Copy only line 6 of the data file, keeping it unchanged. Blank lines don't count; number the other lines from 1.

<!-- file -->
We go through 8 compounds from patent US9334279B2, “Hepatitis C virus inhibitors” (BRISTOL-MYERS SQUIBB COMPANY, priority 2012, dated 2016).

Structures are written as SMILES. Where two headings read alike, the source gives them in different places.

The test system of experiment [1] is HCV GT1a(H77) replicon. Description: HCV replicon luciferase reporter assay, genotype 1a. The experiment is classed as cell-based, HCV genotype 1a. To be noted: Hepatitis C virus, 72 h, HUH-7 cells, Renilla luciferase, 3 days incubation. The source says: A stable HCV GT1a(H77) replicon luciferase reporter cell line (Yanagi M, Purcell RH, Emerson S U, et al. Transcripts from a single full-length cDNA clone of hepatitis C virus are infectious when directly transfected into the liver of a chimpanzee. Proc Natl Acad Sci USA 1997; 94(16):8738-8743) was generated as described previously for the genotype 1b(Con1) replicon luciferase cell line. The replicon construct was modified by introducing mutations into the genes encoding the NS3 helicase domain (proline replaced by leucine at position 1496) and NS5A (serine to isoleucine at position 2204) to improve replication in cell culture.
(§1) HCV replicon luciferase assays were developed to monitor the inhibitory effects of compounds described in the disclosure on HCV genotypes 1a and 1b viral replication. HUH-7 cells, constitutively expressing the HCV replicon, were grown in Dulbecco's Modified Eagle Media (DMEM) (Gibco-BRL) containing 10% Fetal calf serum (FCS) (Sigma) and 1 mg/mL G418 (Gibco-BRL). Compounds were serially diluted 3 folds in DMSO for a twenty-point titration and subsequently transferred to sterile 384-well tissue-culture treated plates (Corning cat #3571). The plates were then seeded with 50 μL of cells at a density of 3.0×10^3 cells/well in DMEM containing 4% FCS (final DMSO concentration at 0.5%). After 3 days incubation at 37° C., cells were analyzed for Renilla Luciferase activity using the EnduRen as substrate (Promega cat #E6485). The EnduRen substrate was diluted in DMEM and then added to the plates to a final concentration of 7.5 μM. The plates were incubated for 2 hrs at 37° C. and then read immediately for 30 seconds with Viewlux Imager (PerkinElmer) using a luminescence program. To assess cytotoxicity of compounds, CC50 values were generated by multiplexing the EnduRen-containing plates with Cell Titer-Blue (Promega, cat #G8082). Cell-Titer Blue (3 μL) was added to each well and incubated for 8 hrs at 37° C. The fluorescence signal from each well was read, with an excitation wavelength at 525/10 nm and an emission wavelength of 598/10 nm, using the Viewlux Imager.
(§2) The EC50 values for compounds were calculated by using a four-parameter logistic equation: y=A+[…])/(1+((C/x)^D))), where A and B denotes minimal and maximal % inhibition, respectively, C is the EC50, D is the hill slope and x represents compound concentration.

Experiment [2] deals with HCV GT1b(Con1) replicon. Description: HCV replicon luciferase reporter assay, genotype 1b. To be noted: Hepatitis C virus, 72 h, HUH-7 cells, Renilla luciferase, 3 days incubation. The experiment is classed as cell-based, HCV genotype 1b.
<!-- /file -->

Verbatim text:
Experiment [2] deals with HCV GT1b(Con1) replicon. Description: HCV replicon luciferase reporter assay, genotype 1b. To be noted: Hepatitis C virus, 72 h, HUH-7 cells, Renilla luciferase, 3 days incubation. The experiment is classed as cell-based, HCV genotype 1b.